Research & Publications
Extensive Research Description
My main area of research is that of psychiatric disease and organ transplantation. My publication on patients with psychotic disorder and organ transplantations has significantly influenced the discussion about the candidacy of this group towards not excluding patients with severe mental illness from transplantation listing. The description of eating behaviors in transplant patients is important given the obesity epidemics and the increased prevalence of non-alcoholic-steatosis-hepatitis (NASH), one of the main indications for liver transplantation. There is a significant need for a better understanding of eating habits, beliefs and behavioral strategies to address obesity in these patients. Understanding body image concerns is becoming relevant in the transplantation world as more non-urgent transplantation are becoming available (face and hand transplantation). I was recently interviewed for the European journal Science et vie about the impact of regenerative medicine upon body image concerns . In addition to studying psychiatric aspects of organ recipients, I am also PI for a study that evaluates prospectively the psychological status of liver donor candidates at Yale Transplantation Center. The study is performing psychiatric assessments of living donor candidates at their initial visits and follow up assessments including in candidates do not donate.
I am also evaluating the impact of the Transplant psychiatry rotation upon the trainees’ knowledge level and communication skills.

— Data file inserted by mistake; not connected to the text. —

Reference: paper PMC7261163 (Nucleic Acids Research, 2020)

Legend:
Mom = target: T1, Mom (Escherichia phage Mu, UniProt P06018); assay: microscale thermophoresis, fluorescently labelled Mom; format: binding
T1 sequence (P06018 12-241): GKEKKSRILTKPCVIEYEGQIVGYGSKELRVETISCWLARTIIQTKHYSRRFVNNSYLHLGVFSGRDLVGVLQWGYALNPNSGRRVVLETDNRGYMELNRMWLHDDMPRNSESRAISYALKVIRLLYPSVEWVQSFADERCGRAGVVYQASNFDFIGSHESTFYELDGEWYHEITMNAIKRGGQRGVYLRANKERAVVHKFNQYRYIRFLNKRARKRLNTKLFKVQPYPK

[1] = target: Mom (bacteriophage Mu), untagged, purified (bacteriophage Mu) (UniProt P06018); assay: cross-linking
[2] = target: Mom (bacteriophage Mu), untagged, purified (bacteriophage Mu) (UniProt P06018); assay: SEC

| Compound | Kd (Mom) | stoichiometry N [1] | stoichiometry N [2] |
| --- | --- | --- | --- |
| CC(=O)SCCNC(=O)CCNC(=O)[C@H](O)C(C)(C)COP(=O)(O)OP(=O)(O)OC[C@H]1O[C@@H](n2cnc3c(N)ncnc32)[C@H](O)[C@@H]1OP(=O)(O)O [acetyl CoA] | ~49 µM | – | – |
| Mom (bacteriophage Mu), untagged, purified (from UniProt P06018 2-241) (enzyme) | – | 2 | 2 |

My work with Wilson Disease patients is a unique opportunity to study the psychiatric aspects of a rare genetic disease and to further inquire about mechanism of psychiatric symptoms. Being theat the underlying physiology of WD revolves around the role of copper in the organism, understanding the psychiatric presentations in WD can lead to a better appreciation of the role of microelements in the human brain.
Wilson Disease Registry is a longitudinal multidisciplinary evaluation study that follows patients with this rare disease with hepatology, neurological and psychiatric assessments. In addition to providing information on the psychiatric aspects of Wilson disease, the project can also serve as an inspiration for multidisciplinary registries for other rare diseases in which psychiatry can play a role. Overseeing the longitudinal psychiatric monitoring of these patients at 5 research centers in the US and Europe has allowed me to focus on shared and accepted views of psychiatric evaluation and care.
Mental Health Services
Public Health Interests
Mental Health; Substance Use, Addiction
- Transplant Psychiatry: Psychiatric care of organ donors and recipientshttp://www.psychiatrictimes.com/comorbidity-psychiatry/transplant-psychiatry-psychiatric-care-organ-donors-and-recipients